Many more men from Bandikao were killed attempting to retrieve the bodies of the dead and save the wounded. Many of the men who were wounded during the day but could not escape from the battlefield bled to death before they could receive medical attention. Of the wounded who were retrieved, seven died later of their injuries. Because of insecurity on the roads, the wounded of Bandikao were cut off from aid until November 14, when a Chadian army force opened the road and evacuated eight men to a local hospital.

Eyewitness accounts of attacks in southeastern Chad

The attack on Koloy was on Tuesday, November 7 at 11:45 a.m. I was at home, and the Janjaweed came to the fields. I went out and they were shooting. Some were in uniform, some in civilian clothes, and some were from Sudan. I saw someone I knew during the attack – Hamid Bugdoum … He was Chadian Arab. I knew him mostly because I saw him in the market, maybe for the first time six or eight years ago. We drank tea. Then he left, I don’t know when, but I stopped seeing him. And then I saw him on Tuesday. I was astonished to see him there. We used to be close before, but now his character has changed, he is complicit with his Arab brothers, and transformed into a Janjaweed.

– A 22-year-old man injured in the November 7 attack on Koloy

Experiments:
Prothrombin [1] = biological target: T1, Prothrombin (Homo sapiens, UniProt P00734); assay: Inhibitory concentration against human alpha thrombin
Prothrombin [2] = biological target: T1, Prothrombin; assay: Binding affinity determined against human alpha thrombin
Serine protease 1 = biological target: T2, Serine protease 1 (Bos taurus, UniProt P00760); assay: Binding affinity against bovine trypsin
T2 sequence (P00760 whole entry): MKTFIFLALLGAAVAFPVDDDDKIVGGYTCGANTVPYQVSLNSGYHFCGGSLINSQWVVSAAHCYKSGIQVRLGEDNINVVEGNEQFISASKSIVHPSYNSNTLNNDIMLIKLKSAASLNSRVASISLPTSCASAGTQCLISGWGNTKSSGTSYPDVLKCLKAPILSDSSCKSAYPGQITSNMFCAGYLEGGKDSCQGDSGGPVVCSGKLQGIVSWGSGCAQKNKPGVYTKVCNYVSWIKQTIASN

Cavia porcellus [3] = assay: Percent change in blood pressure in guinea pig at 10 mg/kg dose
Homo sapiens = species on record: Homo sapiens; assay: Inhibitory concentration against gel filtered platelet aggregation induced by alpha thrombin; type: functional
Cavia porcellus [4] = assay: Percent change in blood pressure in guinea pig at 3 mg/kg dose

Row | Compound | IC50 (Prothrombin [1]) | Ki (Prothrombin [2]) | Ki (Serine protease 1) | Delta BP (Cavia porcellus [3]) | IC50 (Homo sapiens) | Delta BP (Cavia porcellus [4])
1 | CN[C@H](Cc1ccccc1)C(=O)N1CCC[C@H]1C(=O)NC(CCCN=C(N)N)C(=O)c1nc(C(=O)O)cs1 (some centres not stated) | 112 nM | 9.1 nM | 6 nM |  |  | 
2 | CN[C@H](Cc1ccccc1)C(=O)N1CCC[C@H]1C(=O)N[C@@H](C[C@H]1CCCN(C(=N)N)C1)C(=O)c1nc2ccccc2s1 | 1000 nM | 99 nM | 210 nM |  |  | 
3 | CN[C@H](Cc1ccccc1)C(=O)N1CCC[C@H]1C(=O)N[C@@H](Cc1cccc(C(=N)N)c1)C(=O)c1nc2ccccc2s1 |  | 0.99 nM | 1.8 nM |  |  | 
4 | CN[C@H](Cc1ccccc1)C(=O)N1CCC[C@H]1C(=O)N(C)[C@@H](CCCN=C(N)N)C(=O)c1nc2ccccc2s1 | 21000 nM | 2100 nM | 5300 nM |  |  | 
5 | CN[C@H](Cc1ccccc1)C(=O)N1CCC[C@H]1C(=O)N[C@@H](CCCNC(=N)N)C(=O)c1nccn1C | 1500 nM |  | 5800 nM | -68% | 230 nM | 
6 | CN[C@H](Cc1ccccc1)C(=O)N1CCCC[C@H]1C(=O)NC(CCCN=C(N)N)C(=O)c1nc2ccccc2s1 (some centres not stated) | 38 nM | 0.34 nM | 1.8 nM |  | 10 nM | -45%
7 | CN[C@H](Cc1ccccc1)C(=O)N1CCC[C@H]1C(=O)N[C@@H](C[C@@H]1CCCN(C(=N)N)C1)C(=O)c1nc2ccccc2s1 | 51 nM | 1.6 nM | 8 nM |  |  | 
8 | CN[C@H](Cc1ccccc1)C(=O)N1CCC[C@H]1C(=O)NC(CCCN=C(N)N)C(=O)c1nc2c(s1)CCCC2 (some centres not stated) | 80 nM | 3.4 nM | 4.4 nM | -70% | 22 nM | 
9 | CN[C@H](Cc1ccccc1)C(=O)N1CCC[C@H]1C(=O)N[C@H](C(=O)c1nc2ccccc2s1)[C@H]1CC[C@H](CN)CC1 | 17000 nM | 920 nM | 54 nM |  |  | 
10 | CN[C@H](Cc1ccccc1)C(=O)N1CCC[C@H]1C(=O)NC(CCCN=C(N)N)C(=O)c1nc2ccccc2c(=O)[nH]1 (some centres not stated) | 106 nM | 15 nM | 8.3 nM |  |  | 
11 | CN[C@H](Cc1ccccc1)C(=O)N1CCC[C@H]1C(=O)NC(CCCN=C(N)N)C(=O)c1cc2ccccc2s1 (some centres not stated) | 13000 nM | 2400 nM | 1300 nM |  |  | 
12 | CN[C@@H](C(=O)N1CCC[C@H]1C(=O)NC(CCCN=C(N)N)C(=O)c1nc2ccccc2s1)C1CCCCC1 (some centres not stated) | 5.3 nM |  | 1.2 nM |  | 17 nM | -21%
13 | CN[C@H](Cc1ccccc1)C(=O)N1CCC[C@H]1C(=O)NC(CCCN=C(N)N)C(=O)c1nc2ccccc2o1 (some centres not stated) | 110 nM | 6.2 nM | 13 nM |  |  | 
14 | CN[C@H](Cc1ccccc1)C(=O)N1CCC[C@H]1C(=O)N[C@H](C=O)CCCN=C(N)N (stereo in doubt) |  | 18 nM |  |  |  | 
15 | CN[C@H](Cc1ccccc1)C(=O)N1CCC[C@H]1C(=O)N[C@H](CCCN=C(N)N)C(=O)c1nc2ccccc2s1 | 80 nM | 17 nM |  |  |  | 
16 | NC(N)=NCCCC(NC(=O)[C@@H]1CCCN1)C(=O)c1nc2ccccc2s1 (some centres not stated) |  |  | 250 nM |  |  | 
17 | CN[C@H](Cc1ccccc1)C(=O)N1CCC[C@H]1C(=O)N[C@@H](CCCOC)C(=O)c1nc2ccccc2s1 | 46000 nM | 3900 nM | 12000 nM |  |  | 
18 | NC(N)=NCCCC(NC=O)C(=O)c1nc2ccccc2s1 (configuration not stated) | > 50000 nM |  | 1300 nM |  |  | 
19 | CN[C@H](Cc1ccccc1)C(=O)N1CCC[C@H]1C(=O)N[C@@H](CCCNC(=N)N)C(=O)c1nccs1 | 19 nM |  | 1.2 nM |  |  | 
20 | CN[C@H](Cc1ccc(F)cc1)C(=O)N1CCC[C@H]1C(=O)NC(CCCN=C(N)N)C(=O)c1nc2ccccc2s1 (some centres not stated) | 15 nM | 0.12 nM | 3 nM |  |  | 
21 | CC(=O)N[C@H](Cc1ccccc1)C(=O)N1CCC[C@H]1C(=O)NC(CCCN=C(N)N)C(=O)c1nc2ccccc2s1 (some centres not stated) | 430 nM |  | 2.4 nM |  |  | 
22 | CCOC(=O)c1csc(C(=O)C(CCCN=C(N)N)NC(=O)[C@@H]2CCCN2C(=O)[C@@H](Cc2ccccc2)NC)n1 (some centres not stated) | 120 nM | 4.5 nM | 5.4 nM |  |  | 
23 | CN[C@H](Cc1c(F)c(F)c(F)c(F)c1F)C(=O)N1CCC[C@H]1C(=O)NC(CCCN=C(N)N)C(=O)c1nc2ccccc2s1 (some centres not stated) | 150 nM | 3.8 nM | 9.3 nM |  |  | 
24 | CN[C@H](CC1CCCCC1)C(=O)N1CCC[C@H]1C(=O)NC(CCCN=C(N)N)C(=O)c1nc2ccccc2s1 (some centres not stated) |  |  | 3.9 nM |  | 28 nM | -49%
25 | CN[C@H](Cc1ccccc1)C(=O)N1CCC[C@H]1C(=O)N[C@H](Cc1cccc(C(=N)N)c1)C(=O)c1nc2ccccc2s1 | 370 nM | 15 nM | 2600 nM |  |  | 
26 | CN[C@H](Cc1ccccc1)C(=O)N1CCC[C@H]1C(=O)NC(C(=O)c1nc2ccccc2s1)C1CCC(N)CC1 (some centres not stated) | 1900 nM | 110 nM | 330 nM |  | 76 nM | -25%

On Saturday [November 4] they attacked us, and Tuesday [November 7] and yesterday, Saturday [November 11]. It’s a mix of Chadians and Sudanese. The injured hid in the trees. I saw some wearing khaki uniform. It’s the same Arabs that killed in Koloy. The Sudanese, before, they came to the market in Koloy and Modoyna, so I know what they look like. … The Chadian Arabs; some were with us before in Modoyna, then they moved to Sudan. I was in the fields, and I heard gunshots in the village. I came to the village and got my baton. I was shot in the right arm while trying to escape. … There were a total of six dead and eight wounded, including two women. They tied two women up and burned them in their house – they wanted to steal the blankets and the women begged them not to. Dekya Dokosheh was one of the women.

– A 21-year-old man injured in the November 7 attack on Koloy

Some of the wounded were not dead. Their family members went out to get them and were killed. I went to get the body of the village chief. He was my brother. He was killed at 13:00, and I arrived at 14:00 hours. I came with arrows. We’re farmers; we have no automatic weapons. The Arabs were hiding in the trees. They were shooting anything that moves. I came with seven or 10 others. Of them, Osman Abakar, Musa Adam and Musa Usman are now dead. I was wounded with one other. The rest escaped. At night we regrouped. They came out to get me. From 20:00 hours to 2:00 a.m., the men of the village tried to recover the bodies of the dead and to save the wounded. Forty were killed at night. Many of the men who were wounded during the day but could not escape from the field of battle bled to death during the day and then the night. Of the wounded who were retrieved, seven died later of their wounds. A total of 40 were buried outside the village and 17 left behind, still unburied. The village chief was buried, but many died trying to recover his body.

– A 31-year-old man injured in Bandikao

Click here to view photographs from attack scenes in southeastern Chad taken by Kadir van Lohuizen.